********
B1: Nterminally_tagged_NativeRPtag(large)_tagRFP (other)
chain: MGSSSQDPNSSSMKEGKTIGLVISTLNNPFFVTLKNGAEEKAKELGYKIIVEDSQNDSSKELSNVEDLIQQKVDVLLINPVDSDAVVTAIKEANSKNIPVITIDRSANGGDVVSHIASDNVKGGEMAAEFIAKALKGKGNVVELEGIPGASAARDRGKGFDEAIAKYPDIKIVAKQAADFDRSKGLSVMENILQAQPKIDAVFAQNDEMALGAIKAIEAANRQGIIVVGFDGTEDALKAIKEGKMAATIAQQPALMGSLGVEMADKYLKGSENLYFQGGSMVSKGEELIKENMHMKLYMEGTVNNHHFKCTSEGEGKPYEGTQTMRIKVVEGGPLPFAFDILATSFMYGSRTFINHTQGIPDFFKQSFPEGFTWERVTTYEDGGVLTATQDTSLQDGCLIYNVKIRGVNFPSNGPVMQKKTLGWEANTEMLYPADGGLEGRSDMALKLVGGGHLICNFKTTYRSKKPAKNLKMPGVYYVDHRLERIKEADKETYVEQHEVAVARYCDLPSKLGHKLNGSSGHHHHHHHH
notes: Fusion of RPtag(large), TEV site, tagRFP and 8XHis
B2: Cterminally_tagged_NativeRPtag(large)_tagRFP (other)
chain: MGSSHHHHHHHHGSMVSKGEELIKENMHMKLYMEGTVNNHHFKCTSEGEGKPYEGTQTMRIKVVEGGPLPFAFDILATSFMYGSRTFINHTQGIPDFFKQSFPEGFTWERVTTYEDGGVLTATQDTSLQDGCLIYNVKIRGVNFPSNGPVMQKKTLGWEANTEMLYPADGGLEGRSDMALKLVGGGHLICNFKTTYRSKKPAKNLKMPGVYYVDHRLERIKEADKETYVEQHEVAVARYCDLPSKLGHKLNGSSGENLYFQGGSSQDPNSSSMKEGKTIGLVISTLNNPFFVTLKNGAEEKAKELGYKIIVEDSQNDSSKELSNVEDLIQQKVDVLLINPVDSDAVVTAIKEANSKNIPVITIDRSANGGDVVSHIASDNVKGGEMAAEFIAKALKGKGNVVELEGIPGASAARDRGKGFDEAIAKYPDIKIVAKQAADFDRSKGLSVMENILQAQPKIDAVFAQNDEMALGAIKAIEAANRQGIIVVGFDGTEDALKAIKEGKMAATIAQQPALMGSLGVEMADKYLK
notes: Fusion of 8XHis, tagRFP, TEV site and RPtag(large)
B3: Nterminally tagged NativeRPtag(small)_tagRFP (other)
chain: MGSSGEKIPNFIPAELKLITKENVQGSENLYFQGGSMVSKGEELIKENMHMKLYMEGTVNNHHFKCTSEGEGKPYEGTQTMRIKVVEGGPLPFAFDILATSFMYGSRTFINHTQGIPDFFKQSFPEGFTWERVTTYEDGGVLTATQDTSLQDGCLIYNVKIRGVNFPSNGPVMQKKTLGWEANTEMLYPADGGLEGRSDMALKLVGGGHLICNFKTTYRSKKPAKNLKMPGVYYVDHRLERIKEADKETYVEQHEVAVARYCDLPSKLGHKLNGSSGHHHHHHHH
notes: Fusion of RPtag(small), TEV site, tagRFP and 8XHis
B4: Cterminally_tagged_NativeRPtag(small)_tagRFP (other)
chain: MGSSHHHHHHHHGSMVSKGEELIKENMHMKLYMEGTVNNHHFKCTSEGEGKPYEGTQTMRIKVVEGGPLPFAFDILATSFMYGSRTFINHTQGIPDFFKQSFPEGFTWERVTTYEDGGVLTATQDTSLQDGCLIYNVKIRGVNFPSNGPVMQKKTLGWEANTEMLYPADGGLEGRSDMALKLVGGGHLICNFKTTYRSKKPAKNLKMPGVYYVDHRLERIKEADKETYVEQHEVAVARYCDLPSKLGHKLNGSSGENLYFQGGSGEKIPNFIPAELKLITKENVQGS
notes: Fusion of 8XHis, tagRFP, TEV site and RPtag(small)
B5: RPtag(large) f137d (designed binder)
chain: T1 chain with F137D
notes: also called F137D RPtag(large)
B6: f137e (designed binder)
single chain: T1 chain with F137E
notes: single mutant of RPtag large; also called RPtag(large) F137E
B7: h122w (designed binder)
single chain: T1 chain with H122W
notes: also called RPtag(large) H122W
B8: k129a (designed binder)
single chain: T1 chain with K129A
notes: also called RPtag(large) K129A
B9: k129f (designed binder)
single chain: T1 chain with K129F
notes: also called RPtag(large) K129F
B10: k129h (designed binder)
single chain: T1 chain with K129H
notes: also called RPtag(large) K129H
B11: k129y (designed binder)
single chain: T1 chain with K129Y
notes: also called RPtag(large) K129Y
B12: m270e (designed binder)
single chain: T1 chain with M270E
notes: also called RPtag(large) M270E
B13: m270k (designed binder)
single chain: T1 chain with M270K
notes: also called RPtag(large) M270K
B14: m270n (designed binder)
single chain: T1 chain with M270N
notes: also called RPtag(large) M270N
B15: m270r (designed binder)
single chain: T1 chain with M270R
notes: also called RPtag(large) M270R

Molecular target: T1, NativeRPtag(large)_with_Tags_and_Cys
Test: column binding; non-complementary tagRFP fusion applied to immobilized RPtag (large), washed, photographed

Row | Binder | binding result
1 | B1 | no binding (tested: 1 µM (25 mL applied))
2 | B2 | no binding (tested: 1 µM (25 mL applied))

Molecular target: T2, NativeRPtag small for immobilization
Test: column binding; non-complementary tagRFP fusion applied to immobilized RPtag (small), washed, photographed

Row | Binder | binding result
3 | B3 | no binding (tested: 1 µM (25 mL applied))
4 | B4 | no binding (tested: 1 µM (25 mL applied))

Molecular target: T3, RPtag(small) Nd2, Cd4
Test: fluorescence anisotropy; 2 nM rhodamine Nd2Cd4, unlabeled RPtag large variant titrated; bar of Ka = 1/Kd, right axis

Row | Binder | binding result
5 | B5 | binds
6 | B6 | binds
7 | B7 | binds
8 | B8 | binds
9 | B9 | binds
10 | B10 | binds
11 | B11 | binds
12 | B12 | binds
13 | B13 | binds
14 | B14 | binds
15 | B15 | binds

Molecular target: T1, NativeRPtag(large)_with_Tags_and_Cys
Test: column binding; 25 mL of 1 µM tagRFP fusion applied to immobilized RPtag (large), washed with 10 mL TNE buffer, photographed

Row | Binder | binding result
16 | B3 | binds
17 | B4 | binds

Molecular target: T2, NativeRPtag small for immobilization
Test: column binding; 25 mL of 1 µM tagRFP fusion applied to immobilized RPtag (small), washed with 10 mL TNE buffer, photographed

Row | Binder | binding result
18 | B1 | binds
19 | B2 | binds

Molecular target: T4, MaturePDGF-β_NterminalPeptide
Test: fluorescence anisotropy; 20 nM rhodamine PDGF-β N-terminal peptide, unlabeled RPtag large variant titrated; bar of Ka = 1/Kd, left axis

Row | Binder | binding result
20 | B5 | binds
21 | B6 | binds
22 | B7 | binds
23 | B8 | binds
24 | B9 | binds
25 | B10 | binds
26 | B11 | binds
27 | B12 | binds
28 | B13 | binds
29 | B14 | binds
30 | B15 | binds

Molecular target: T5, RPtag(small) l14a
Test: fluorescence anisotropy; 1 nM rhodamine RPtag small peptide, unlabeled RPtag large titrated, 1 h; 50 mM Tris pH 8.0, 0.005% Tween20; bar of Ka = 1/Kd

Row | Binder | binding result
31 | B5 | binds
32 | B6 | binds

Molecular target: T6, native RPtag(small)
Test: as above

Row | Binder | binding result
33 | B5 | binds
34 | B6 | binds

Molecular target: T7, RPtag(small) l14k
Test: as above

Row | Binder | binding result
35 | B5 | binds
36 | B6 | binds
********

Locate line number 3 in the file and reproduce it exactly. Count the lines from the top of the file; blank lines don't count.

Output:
notes: Fusion of RPtag(large), TEV site, tagRFP and 8XHis